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Paper No. 14
Presentation Time: 8:00 AM-6:00 PM


PALLADINO, Sarah Michelle, Department of Geological Sciences, University fo Colorado at Boulder, 2200 Colorado Ave, Box 399, Boulder, CO 80309 and ARTHURS, Leilani, Department of Geology and Geography, Georgia Southern University, PO Box 8149, Statesboro, GA 30460,

Scientific research on soil erosion (eg. Csorba, 2010) suggests that anthropomorphic activities contribute to vastly accelerated rates of soil erosion. Such human activities include mining, construction, recreational activities, and livestock grazing, however agriculture is by far the greatest cause of earth movement today (Hook, 2007; Pimental 1995). Studies conducted by the USDA, the ARS and private research organizations resulted in a variety of estimated rates of erosion, and Montgomery (2007) used these and other studies to calculate a global agricultural soil erosion rate of 0.2-1.5 mm/yr. Geological erosion rates, which are not influenced by anthropogenic activities, are calculated from sedimentary rock volumes and indicate a soil loss rate that range from .016 - .024 mm/yr over the last 500 million years (Wilkinson, 2007; Hooke 2005). These fluctuations in soil loss are a result of natural erosion processes such as water erosion, wind erosion, and glacial erosion but these major geologic events are incomparable to contemporary human influenced soil loss rates.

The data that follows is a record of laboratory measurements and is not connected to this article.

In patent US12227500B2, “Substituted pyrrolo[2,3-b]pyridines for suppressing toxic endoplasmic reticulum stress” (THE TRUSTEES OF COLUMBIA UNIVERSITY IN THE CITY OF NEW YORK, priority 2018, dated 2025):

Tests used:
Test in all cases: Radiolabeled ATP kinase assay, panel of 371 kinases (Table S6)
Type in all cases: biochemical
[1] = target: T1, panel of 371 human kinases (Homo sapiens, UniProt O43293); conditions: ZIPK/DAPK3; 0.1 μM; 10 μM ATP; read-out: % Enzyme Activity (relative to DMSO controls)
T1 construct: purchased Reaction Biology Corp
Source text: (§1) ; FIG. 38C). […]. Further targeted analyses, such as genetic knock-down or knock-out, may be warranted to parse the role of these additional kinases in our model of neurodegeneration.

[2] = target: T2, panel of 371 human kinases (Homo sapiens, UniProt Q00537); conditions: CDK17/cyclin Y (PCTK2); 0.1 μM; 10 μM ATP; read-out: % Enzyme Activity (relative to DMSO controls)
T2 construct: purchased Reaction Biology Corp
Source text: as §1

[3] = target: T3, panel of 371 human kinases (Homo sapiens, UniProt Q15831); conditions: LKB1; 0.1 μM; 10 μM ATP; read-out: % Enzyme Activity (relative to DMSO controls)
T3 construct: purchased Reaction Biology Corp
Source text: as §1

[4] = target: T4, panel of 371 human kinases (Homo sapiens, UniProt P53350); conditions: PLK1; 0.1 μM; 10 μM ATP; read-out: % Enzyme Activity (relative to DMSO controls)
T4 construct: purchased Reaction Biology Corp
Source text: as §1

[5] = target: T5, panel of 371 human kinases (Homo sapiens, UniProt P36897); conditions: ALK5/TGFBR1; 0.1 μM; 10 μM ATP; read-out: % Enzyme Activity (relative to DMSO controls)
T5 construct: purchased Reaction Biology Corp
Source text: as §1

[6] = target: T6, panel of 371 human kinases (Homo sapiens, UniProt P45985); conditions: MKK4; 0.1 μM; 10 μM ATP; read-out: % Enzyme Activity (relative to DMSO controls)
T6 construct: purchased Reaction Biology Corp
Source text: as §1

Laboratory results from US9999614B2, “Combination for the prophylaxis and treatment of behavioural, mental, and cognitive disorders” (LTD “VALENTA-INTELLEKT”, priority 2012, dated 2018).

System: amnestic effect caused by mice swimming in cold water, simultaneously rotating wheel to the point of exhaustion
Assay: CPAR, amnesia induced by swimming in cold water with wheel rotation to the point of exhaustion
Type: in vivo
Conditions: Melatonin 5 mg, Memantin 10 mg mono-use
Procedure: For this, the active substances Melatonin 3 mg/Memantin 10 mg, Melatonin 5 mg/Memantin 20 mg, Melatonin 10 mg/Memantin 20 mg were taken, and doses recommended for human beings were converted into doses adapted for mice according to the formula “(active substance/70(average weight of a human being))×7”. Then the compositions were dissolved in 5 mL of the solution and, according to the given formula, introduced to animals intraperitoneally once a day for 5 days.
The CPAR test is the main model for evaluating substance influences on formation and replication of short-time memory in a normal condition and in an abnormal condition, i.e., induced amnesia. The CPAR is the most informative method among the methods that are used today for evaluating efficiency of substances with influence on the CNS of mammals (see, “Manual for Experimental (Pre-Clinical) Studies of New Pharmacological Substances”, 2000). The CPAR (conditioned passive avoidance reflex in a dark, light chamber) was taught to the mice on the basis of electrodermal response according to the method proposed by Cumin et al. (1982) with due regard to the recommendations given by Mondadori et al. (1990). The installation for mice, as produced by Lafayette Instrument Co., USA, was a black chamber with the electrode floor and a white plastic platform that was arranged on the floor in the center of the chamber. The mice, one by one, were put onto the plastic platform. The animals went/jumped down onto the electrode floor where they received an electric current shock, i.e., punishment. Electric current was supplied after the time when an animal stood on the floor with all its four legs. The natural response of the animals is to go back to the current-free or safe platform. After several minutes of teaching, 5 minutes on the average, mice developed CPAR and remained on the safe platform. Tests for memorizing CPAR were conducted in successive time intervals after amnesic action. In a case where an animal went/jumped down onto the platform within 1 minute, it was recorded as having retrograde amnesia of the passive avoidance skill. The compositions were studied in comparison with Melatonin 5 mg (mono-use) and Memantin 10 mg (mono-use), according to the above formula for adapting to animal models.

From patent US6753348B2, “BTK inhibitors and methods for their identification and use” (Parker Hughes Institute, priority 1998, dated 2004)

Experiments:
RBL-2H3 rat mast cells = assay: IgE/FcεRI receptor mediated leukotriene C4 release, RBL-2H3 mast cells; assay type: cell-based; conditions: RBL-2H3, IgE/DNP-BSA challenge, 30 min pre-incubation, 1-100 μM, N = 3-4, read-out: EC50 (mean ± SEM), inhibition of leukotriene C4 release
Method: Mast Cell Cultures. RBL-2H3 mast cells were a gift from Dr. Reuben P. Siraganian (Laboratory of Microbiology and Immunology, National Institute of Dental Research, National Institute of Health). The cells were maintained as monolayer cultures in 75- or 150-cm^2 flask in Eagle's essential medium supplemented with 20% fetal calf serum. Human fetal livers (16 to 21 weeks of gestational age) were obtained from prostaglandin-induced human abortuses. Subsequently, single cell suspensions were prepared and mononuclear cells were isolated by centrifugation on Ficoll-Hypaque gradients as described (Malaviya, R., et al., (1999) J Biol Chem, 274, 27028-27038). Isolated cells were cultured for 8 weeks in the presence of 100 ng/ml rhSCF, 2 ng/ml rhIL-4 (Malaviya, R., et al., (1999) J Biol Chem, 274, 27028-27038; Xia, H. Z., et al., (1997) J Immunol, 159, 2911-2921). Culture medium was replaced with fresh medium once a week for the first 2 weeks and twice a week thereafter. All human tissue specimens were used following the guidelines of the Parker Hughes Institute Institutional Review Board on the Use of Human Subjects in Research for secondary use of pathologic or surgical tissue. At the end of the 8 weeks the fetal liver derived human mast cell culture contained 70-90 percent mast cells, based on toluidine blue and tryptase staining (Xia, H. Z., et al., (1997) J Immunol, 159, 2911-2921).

Over the past 11,000 years, humans contributed to and continue to contribute to soil erosion that results in environmental changes comparable to major geologic events of the past (Hook, 2000). Although extensive scientific research has been conducted and published regarding anthropogenic erosion, there remains a lack of effective communication of these findings between the scientific community and the general public. Media coverage is often the primary conduit through which the general public is educated about environmental issues such as “global warming,”(Dove, 1997; Foley, 2009) but anthropogenic erosion has received little if any attention from the media. In a survey-based study of ~300 undergraduate non-geology majors, we found that most students neither associated humans with erosion prior to taking an introductory geology lab course nor after having taken. Given the important role of soil in a sustainable future, this study concludes that the under-representation of anthropogenic soil erosion in the public media and in school curricula should be carefully examined and suggests possible approaches to improving communication about this important environmental issue between the scientific community and the general public.

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